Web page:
1. Use targeted public and philanthropic funding to crowd in investment by expanding and enhancing existing blended finance instruments and venture-building grants: As highlighted by Chris Clubb at Convergence in a NextBillion article earlier this year, blended finance mechanisms can enable small amounts of public and philanthropic funding to “become a catalyst for system-wide change.” Within the off-grid sector, we have many examples of successful collaborations featuring innovative blended finance models. For example, the Mirova SunFunder Gigaton Strategy provides blended debt financing for clean energy projects and small to medium-sized companies that are accelerating the transition to a low-carbon economy and improving energy access in Africa, the Asia Pacific and Latin America. And Triple Jump’s Energy Entrepreneurs Growth Fund provides tailored mezzanine, equity and debt investments combined with technical assistance to early and growth-stage companies in the access to energy ecosystem in sub-Saharan Africa. 
  2. Unlock greater local currency financing and engage local financial institutions: This is vital for reducing the currency exchange risk that businesses in developing economies face when they borrow working capital from lenders in currencies such as U.S. dollars. Again, there are many promising examples of this approach in the off-grid sector. For instance, the African Development Bank and Green Climate Fund’s $800 million LEAF program promises to spur local currency investments from local financial institutions to scale up the activities of decentralized renewable energy companies. And the TCX – EU Market Creation Facility will offer discounted pricing in several target currencies, with the aim of increasing debt investment by not exposing borrowers to currency risk, and creating local-currency lending capacity when and where it’s most needed. However, we need to radically expand these efforts and decrease the cost of debt if we are to get closer to the sector’s access goals.
  3. Increase supply-side subsidies, consumer subsidies and other catalytic public finance mechanisms by governments and development institutions for consumers who can’t be reached with unsubsidized business models — or who are out of reach of current distribution areas in nascent markets: While there is exciting commercial potential — and emerging success stories — in the off-grid sector, to meet universal access goals, off-grid solar technologies need to penetrate the very hardest-to-reach markets. As of 2020, almost 300 million of the 733 million people without electricity were living in countries with only nascent off-grid solar markets, largely those with complex business environments. And the majority of solar kit customers live under the poverty line. Without subsidies, hundreds of millions will remain locked in energy poverty — but with them, progress can be rapid. This is exemplified by Nigeria’s Output-Based Fund for solar home systems, which has enabled 1.4 million solar home systems to be deployed from 2019 to 2022, close to four times the initial program target.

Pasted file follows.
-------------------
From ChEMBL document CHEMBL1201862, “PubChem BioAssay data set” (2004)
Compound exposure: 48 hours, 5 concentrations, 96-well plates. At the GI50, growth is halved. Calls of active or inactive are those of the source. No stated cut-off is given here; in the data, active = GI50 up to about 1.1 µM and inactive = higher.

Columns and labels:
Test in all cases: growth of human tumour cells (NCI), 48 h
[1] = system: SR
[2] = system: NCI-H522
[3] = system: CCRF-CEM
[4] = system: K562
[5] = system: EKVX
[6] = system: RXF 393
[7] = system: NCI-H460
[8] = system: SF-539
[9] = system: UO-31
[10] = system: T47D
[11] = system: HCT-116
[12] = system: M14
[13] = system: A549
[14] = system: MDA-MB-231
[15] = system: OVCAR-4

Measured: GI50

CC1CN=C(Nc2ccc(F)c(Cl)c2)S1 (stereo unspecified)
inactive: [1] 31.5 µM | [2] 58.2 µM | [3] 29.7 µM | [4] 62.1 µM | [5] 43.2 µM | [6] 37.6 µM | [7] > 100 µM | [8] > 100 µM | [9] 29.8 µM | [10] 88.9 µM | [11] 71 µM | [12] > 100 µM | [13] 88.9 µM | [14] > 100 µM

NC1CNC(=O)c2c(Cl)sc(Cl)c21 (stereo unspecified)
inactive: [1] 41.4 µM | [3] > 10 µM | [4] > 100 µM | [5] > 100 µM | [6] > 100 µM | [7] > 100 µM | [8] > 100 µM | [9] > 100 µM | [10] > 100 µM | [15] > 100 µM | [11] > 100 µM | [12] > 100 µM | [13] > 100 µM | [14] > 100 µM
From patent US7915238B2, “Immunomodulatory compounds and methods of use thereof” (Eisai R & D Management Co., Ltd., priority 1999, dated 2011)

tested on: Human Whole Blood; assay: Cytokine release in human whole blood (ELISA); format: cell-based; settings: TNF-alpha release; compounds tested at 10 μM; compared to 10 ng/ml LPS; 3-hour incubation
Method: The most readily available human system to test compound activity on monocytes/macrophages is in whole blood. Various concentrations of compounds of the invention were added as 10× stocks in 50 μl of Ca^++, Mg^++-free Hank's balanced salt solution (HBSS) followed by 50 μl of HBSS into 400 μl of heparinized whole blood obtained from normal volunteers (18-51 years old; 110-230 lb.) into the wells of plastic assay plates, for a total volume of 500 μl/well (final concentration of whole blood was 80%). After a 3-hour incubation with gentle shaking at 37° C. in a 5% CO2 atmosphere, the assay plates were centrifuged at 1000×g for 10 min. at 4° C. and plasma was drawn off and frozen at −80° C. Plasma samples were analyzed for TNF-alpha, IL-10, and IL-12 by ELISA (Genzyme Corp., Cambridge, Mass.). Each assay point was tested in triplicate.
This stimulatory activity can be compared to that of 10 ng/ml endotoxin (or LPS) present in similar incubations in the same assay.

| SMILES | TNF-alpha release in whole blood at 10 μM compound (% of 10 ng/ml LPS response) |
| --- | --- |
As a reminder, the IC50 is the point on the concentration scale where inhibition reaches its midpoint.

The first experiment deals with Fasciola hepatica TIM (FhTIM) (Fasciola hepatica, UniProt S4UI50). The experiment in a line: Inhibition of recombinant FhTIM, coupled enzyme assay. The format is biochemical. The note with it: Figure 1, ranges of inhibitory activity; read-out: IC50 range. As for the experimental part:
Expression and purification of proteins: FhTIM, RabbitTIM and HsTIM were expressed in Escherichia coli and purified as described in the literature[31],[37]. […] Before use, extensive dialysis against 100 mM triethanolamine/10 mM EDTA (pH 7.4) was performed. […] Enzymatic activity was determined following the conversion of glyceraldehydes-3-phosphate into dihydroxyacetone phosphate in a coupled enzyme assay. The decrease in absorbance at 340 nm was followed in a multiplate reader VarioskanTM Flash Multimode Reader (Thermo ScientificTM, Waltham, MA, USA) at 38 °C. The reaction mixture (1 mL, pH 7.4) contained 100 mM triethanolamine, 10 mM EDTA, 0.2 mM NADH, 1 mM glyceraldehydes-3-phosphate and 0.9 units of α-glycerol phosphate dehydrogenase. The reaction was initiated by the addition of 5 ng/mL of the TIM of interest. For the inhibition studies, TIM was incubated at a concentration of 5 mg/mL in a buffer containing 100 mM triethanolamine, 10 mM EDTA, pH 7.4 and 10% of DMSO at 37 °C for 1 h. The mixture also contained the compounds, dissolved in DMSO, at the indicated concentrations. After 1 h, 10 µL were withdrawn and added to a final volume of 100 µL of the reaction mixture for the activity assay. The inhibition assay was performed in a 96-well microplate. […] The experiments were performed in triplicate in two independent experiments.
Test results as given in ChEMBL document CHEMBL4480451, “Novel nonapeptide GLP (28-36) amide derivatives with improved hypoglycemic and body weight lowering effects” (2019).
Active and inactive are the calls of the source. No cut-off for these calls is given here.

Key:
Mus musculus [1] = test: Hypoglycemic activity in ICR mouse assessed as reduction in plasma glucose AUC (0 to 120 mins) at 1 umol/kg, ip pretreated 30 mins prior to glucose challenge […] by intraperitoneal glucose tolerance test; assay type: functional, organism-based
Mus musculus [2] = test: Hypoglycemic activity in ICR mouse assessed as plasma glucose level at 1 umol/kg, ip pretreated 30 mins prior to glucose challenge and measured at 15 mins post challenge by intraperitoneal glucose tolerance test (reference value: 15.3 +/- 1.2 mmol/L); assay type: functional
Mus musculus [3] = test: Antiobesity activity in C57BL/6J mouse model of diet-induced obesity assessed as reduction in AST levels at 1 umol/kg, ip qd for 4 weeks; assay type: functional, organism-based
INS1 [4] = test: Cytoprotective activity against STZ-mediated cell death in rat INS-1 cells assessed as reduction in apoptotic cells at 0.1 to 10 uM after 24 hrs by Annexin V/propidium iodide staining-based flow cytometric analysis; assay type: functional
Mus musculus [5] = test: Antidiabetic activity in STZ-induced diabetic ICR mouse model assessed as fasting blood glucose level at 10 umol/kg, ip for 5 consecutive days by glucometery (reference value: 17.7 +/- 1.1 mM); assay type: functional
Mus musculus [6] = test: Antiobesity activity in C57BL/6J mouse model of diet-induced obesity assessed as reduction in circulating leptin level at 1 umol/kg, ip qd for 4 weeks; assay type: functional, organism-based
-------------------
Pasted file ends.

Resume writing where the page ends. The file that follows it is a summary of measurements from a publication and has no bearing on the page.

4. Accelerate climate-aligned investment into the sector: The people who lack access to electricity are also the most vulnerable to climate change. And off-grid solar solutions are a powerful tool for climate adaptation and resilience, creating green jobs, enhancing food security, unlocking income and powering disaster response. This makes the off-grid industry a natural focus for climate-aligned financing, whether it comes from the public, private or development sectors. GOGLA applauds the Paris Agreement target of mobilising $100 billion per year for climate action in developing countries, and we strongly encourage governments and development banks to earmark a portion of this to energy access. We also encourage climate-aligned investors to leverage patient capital to help ensure that the world’s poorest people, who have done the least to contribute to the climate crisis, are not left without the tools to weather its impacts. Alongside these funding efforts, carbon finance markets can also actively support electricity access through the purchase of carbon credits generated by clean energy businesses and initiatives.  

As the generational crises of climate change and global poverty continue to take a toll on communities around the world, the off-grid solar industry stands ready to innovate and collaborate in the search for lasting solutions. By properly understanding and monetising its impact, and recognising its huge climate investment potential, the global challenge of energy access can be turned into a valuable — and inevitable — global opportunity.


Laura Fortes is Senior Project Manager, Access to Finance, and Drew Corbyn is Head of Performance and Investment at GOGLA.

Photo courtesy of DIVatUSAID




Energy, Environment, Investing, Technology
blended finance, climate change, energy access, impact investing, off-grid energy, PAYGO finance, SDGs, solar, sustainable finance